Muri is my minimalist assembler for Nga. Using it requires some knowledge of the Nga architecture to be useful.

Nga has 30 instructions. These are:

0 nop   5 push  10 ret   15 fetch 20 div   25 zret 1 lit   6 pop   11 eq    16 store 21 and   26 halt 2 dup   7 jump  12 neq   17 add   22 or    27 ienum 3 drop  8 call  13 lt    18 sub   23 xor   28 iquery 4 swap  9 ccall 14 gt    19 mul   24 shift 29 iinvoke

The mnemonics allow for each name to be reduced to just two characters. In the same order as above:

0 ..    5 pu    10 re    15 fe    20 di    25 zr 1 li    6 po    11 eq    16 st    21 an    26 ha 2 du    7 ju    12 ne    17 ad    22 or    27 ie 3 dr    8 ca    13 lt    18 su    23 xo    28 iq 4 sw    9 cc    14 gt    19 mu    24 sh    29 ii

Up to four instructions can be packed into a single memory location. (You can only use nop after a jump, call, ccall, ret, or zret as these alter the instruction pointer.)

So a bundled sequence like:

lit 100 lit 200 add ret

Would look like:

'liliadre i 100       d 200       d


lit s:eq? call

Would become:

'lica.... i 's:eq?    r

Note the use of .. instead of no for the nop's; this is done to improve readability a little.

Instruction bundles are specified as strings, and are converted to actual instructions by the i word. As in the standard Muri assembler, the RETRO version uses d for decimal values and r for references to named functions.

This implements an extended version of i, the instruction assembler. It allows for use of hex constants (in uppercase) in place of (or in addition to) the instruction names. This can be useful if you are running on a VM with an extended instruction set.

When loaded, it will replace the original i with a jump to the one provided here, allowing existing words (like sigil:*) to use this instead.

I'm keeping everything in a private namespace to keep the final dictionary clean.

~~~{{ ~~~

It begins with an array of instruction names. The index matches the opcode, so these must be in order.

~~~{ '.. 'li 'du 'dr 'sw 'pu 'po 'ju 'ca 'cc 're 'eq 'ne 'lt   'gt 'fe 'st 'ad 'su 'mu 'di 'an 'or 'xo 'sh 'zr 'ha 'ie   'iq 'ii } 'Instructions const ~~~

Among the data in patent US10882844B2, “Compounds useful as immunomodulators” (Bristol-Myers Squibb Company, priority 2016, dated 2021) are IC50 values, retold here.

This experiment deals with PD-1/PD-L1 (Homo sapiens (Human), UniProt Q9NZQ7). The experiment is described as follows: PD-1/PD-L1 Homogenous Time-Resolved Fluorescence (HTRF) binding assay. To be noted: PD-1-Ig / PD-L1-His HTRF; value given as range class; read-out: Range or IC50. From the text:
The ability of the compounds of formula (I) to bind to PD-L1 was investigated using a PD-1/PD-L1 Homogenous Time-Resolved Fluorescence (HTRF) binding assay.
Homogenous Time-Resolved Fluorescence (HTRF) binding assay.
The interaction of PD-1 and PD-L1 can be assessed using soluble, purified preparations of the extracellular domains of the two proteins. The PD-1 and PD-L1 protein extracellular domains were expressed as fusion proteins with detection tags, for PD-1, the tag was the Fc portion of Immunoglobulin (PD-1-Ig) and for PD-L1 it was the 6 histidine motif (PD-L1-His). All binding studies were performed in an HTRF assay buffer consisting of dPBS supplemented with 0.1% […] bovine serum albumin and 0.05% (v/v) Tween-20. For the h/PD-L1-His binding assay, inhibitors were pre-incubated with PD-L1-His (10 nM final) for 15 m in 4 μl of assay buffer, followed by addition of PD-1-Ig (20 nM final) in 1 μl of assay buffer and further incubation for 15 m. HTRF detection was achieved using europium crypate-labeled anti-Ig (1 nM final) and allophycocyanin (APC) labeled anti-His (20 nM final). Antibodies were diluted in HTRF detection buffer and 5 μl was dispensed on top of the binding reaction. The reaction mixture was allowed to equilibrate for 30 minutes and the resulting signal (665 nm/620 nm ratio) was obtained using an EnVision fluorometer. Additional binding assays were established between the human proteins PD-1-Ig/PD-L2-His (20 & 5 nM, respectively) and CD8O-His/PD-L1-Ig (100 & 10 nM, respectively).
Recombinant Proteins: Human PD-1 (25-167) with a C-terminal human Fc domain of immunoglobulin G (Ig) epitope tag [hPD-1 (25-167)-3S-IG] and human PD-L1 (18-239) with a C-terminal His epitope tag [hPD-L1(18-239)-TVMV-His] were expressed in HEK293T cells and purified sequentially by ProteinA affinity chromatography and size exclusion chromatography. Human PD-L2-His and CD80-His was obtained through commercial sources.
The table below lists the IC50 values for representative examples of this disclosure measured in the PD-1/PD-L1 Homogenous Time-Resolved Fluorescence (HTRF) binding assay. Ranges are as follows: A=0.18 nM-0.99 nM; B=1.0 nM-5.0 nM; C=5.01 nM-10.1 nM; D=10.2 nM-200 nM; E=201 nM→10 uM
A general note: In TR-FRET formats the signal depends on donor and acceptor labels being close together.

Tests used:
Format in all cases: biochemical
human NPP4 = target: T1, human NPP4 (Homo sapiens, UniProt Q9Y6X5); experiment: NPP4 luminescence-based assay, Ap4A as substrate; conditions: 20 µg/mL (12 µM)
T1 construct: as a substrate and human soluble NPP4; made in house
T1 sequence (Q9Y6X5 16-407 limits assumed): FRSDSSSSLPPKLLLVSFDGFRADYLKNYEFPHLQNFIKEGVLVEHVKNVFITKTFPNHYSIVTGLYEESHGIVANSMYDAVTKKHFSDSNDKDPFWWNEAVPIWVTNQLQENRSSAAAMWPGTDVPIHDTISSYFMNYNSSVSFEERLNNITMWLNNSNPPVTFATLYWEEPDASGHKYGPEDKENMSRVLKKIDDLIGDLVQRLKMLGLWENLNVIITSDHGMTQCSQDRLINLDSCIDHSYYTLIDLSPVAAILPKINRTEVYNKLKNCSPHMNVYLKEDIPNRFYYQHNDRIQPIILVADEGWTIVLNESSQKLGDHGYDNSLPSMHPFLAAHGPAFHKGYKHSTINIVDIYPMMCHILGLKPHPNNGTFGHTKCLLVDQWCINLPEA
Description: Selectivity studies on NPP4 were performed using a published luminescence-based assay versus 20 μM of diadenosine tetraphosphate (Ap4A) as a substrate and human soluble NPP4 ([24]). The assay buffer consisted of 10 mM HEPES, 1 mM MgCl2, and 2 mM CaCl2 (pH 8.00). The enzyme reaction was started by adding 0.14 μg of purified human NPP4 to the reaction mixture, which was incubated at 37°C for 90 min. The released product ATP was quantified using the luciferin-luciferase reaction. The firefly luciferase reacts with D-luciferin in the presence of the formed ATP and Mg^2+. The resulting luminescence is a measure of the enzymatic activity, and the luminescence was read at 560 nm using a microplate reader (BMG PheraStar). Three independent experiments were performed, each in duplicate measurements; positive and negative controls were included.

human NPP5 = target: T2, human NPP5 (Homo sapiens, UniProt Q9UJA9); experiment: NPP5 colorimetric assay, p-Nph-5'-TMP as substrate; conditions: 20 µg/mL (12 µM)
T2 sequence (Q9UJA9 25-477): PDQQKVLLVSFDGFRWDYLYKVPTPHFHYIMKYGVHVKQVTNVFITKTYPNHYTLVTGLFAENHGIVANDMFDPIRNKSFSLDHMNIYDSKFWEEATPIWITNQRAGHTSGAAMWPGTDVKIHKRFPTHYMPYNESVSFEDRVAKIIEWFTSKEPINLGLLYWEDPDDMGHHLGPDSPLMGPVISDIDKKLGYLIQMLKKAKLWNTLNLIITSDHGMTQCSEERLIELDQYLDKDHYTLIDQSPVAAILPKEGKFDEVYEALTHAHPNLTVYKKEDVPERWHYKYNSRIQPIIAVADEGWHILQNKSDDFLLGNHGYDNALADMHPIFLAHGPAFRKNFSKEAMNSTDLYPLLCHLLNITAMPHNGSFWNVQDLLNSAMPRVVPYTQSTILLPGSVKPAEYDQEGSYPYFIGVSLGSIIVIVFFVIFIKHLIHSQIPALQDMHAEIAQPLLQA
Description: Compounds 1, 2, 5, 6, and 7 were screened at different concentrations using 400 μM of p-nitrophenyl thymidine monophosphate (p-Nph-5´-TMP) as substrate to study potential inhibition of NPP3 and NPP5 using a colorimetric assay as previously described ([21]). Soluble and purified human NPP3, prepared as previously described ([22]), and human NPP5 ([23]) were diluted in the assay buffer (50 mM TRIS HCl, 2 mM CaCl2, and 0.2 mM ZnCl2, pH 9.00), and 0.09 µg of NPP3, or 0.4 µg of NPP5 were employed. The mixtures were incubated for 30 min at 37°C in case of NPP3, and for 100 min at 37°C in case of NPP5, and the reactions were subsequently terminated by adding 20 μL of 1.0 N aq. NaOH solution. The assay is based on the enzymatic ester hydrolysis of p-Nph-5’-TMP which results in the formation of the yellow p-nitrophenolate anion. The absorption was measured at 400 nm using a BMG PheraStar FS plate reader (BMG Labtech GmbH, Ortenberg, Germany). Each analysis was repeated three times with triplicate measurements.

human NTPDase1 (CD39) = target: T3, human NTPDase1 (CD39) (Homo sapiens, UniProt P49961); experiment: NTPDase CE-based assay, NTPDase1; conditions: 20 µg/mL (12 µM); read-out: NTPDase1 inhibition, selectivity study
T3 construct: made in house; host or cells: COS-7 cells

Then I define a quad combinator to simplify the later debundling of the instruction names.

~~~:quad (xqqqq-)   'abcde 'abacadae reorder   \pupupupu \pupuca..   \popoca.. \popoca..   \popoca.. ;   ~~~

Next, a word to handle hex numbers. A standard Retro system only handles decimal by default, so this just implements a quick hex conversion.

~~~'0123456789ABCDEF 'DIGITS s:const 'Number var :convert    (c-)  &DIGITS swap s:index/char @Number #16 * + !Number ; :check-sign (s-ns) dup fetch $- eq? [ #-1 swap n:inc ] [ #1 swap ] choose ; :s:to-hex-number (s-n)   #0 !Number check-sign [ convert ] s:for-each @Number * ; ~~~

Decoding an instruction is simple. If it's in the Instructions array, return the index. If not, convert to a number using the hex conversion above.

~~~:decode (s-n)   dup &Instructions a:contains/string?   [ &Instructions swap a:index/string ]   [ s:to-hex-number ] choose ; ~~~

The debundle word breaks a string into four two byte substrings and runs decode against each.

~~~:debundle (s-abcd)   [ #0 #2 s:substr decode ]   [ #2 #2 s:substr decode ]   [ #4 #2 s:substr decode ]   [ #6 #2 s:substr decode ] quad ; ~~~

Once debundled and decoded, I can then pack the opcodes into a single cell. This is simple, just some quick shifts and addition.

~~~:pack (abcd-n)   #-24 shift swap #-16 shift + swap #-8 shift + + ; ~~~

Nearing completion, I wrap everything up into a single word and then patch the original i to jump to this.

(The 1793 corresponds to the liju.... instruction sequence)

~~~:assemble (s-) debundle pack , ;   #1793 &i store &assemble &i n:inc store ~~~

And finally, close off the namespace leaving the dictionary clean of all the words used to implement this.

~~~}} 'muri s:put nl ~~~